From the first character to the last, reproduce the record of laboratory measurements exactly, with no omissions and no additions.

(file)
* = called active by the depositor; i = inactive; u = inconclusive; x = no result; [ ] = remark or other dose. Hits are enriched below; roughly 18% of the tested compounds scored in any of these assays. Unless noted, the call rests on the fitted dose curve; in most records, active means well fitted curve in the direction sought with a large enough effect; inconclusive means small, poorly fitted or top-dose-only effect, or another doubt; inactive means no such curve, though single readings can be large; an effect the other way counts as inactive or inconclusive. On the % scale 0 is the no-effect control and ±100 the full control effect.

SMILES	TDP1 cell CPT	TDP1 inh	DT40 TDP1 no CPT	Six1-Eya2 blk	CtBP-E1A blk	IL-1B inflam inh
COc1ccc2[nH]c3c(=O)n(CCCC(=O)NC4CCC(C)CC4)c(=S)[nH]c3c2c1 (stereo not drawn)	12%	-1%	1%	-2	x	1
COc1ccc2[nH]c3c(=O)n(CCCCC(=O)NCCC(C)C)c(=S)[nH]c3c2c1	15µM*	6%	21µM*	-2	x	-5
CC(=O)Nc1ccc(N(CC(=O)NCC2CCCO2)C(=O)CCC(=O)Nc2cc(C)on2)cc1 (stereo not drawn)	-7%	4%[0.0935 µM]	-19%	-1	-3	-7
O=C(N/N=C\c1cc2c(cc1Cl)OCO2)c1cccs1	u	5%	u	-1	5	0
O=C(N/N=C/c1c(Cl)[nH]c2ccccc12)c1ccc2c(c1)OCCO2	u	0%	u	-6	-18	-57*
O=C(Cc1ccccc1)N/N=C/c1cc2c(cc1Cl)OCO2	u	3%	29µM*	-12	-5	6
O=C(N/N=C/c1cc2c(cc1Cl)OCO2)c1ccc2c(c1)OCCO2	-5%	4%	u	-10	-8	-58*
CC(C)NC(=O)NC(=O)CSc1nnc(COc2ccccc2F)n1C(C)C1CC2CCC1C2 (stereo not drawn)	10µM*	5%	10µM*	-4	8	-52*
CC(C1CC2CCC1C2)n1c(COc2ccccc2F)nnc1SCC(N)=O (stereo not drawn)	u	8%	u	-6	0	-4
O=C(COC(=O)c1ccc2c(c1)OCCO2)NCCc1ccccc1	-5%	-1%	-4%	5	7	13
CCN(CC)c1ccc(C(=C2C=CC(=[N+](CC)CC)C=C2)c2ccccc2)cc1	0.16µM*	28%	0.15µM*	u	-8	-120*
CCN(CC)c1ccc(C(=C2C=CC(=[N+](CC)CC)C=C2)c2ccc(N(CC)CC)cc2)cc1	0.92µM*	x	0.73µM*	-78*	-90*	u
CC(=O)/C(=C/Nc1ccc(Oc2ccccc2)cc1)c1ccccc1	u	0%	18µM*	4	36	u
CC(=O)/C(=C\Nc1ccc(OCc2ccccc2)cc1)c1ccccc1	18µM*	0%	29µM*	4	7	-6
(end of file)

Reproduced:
* = called active by the depositor; i = inactive; u = inconclusive; x = no result; [ ] = remark or other dose. Hits are enriched below; roughly 18% of the tested compounds scored in any of these assays. Unless noted, the call rests on the fitted dose curve; in most records, active means well fitted curve in the direction sought with a large enough effect; inconclusive means small, poorly fitted or top-dose-only effect, or another doubt; inactive means no such curve, though single readings can be large; an effect the other way counts as inactive or inconclusive. On the % scale 0 is the no-effect control and ±100 the full control effect.

SMILES	TDP1 cell CPT	TDP1 inh	DT40 TDP1 no CPT	Six1-Eya2 blk	CtBP-E1A blk	IL-1B inflam inh
COc1ccc2[nH]c3c(=O)n(CCCC(=O)NC4CCC(C)CC4)c(=S)[nH]c3c2c1 (stereo not drawn)	12%	-1%	1%	-2	x	1
COc1ccc2[nH]c3c(=O)n(CCCCC(=O)NCCC(C)C)c(=S)[nH]c3c2c1	15µM*	6%	21µM*	-2	x	-5
CC(=O)Nc1ccc(N(CC(=O)NCC2CCCO2)C(=O)CCC(=O)Nc2cc(C)on2)cc1 (stereo not drawn)	-7%	4%[0.0935 µM]	-19%	-1	-3	-7
O=C(N/N=C\c1cc2c(cc1Cl)OCO2)c1cccs1	u	5%	u	-1	5	0
O=C(N/N=C/c1c(Cl)[nH]c2ccccc12)c1ccc2c(c1)OCCO2	u	0%	u	-6	-18	-57*
O=C(Cc1ccccc1)N/N=C/c1cc2c(cc1Cl)OCO2	u	3%	29µM*	-12	-5	6
O=C(N/N=C/c1cc2c(cc1Cl)OCO2)c1ccc2c(c1)OCCO2	-5%	4%	u	-10	-8	-58*
CC(C)NC(=O)NC(=O)CSc1nnc(COc2ccccc2F)n1C(C)C1CC2CCC1C2 (stereo not drawn)	10µM*	5%	10µM*	-4	8	-52*
CC(C1CC2CCC1C2)n1c(COc2ccccc2F)nnc1SCC(N)=O (stereo not drawn)	u	8%	u	-6	0	-4
O=C(COC(=O)c1ccc2c(c1)OCCO2)NCCc1ccccc1	-5%	-1%	-4%	5	7	13
CCN(CC)c1ccc(C(=C2C=CC(=[N+](CC)CC)C=C2)c2ccccc2)cc1	0.16µM*	28%	0.15µM*	u	-8	-120*
CCN(CC)c1ccc(C(=C2C=CC(=[N+](CC)CC)C=C2)c2ccc(N(CC)CC)cc2)cc1	0.92µM*	x	0.73µM*	-78*	-90*	u
CC(=O)/C(=C/Nc1ccc(Oc2ccccc2)cc1)c1ccccc1	u	0%	18µM*	4	36	u
CC(=O)/C(=C\Nc1ccc(OCc2ccccc2)cc1)c1ccccc1	18µM*	0%	29µM*	4	7	-6